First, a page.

New Bank of England rate-setter warns of post-Brexit economic ‘lull’
Jonathan Haskel made the comments during an appointment hearing in front of MPs.
The Bank of England’s newly appointed rate-setter has warned that the UK economy is at risk of a “temporary lull” after Brexit, echoing his predecessor’s concerns over its effect on productivity and employment.
Jonathan Haskel told MPs during a Treasury Select Committee hearing that the UK may be at a disadvantage depending on the outcome of Brexit negotiations with the EU.
“What all of this hangs on is the extent to which we can renegotiate advantageous supply chain relationships, trade in services and all of those kinds of things – if they can be negotiated and we can be in a good place then the economy can keep on growing.
“If we’re in a bad place, then I think most people would agree that there may at least be a temporary lull in the economy,” he said.
Mr Haskel was fielding questions following his appointment to the Bank’s Monetary Policy Committee (MPC), where he will replace Ian McCafferty on September 1.
Mr McCafferty also raised concerns over Brexit’s economic effects in his last scheduled speech as a member of the MPC, noting the outlook for both productivity and the labour market remain “highly uncertain”.
“Both are likely to be heavily influenced by the outcome of the Brexit negotiations,” he explained.
However, Mr McCafferty – one of the most hawkish members of the MPC – did not see this as a reason to hold back on a rate hike, urging the Bank to pick up its heels and push through an increase sooner rather than later.
He said recent economic “softness” particularly in retail and construction can be attributed to extreme weather in early spring, while the economy is starting to “evolve broadly in line” with the Bank of England’s May forecasts.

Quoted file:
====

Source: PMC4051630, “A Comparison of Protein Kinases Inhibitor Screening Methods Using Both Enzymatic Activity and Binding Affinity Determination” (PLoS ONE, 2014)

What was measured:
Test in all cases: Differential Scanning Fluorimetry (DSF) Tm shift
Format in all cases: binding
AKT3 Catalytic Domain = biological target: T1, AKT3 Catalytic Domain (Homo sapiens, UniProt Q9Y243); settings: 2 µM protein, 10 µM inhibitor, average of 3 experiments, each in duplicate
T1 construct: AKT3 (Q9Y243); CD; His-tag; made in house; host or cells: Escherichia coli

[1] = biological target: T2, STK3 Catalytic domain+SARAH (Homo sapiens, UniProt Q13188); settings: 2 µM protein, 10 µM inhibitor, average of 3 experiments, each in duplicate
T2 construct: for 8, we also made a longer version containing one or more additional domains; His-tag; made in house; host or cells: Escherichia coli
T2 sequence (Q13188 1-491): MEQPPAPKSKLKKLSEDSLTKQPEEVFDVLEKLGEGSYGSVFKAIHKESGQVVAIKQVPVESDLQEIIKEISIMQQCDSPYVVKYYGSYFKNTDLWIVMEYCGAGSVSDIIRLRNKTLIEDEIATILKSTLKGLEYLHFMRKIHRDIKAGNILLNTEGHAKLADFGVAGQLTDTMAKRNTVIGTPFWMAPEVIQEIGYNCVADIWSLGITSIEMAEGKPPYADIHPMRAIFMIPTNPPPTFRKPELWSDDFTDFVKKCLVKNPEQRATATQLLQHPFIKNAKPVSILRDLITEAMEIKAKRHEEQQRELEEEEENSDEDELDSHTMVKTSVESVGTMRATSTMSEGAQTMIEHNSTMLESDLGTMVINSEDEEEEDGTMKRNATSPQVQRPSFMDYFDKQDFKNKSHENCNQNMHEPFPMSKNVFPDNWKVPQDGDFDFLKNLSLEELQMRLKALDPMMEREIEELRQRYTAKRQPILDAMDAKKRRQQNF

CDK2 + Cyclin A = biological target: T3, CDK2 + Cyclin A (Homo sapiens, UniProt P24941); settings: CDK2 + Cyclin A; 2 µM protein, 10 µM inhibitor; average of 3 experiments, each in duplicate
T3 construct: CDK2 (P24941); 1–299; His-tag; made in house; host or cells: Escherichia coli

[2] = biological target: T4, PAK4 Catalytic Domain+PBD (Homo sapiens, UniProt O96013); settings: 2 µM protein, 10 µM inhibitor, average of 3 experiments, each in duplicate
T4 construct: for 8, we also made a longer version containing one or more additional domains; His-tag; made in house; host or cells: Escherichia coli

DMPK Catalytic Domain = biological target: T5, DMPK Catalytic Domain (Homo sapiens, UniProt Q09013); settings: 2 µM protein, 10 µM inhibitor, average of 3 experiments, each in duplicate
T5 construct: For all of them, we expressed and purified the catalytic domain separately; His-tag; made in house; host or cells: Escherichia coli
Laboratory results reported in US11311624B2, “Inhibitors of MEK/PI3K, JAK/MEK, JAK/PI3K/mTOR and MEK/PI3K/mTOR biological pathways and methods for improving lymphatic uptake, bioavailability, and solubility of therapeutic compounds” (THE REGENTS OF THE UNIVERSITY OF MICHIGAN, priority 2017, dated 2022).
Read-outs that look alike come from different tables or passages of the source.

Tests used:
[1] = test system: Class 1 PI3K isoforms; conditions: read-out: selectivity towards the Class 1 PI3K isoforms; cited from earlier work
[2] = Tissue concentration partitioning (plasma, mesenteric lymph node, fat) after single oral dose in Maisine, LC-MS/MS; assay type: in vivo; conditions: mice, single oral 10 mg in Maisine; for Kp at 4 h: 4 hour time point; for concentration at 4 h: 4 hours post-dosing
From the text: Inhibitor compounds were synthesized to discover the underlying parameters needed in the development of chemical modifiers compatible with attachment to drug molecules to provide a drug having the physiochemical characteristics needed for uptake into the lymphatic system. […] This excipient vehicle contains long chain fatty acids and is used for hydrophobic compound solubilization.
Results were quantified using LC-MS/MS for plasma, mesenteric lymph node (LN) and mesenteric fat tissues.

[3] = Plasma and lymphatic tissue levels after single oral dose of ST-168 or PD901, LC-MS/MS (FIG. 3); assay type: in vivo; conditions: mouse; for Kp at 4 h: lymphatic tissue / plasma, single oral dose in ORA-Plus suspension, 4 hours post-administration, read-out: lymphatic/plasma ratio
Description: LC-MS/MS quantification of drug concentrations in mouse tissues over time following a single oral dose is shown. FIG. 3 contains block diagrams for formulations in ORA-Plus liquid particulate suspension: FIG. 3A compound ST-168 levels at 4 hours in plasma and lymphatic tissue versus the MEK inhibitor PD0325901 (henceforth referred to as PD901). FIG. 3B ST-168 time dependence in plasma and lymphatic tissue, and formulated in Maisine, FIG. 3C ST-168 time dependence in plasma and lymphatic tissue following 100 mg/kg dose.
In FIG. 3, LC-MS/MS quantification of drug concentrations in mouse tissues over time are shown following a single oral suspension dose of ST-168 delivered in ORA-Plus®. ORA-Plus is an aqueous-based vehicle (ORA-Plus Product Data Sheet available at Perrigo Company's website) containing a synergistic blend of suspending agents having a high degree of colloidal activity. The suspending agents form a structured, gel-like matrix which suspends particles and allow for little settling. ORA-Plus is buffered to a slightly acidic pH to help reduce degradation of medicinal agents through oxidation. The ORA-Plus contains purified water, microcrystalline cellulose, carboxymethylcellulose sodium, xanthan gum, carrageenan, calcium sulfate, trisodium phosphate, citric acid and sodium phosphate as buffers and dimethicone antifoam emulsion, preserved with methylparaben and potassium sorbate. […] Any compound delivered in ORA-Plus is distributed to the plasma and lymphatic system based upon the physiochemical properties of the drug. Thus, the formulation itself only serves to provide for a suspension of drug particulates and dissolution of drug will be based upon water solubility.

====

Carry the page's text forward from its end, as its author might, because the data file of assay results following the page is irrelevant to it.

“In my view, that outlook not only points to the need for a modest tightening of policy over the course of the next three years … That outlook, combined with the risks around it, also suggests that we should not dally in making the next move,” he said.
Mr McCafferty was one of the three MPC members who voted to raise rates above 0.5% last week, but he was ultimately outnumbered by the six other members who voted for the status quo.
His replacement, Mr Haskel, gave little indication that he would follow in Mr McCafferty’s hawkish footsteps, instead signalling that he may fall among the so-called doves who have taken a more cautious approach to returning interest rates to normal levels.
When asked to explain how he expects interest rates to change over the next three years, Mr Haskel – an economics professor – said it was “premature” to express his view.
“At this stage, I would merely say that, given current conditions and current economic data, I agree with the broad direction of travel,” Mr Haskel said in a written questionnaire to MPs.
He also highlighted a response to a survey of UK economists where he said that interest rates were likely to stay low since wage pressure would be weak.
Mr Haskel added that the Bank may be limited in what it can do to boost productivity levels across the country.
While the MPC sets short-term interest rates with the hopes of encouraging firms to borrow funds to boost investment, Mr Haskel said investment has remained low in the wake of the financial crisis.
“The trouble with productivity is that there’s a lot of other things going on and that’s where the MPC may have have less levers.
“So, for example, if firms are increasingly investing in intangible assets – you know, software, design, computers and all of that – they are much less amenable to going to a bank and asking for some credit on the basis of these intangible assets.
“So there, the levers that the MPC have got of affecting bank rate, they may be a little less potent.”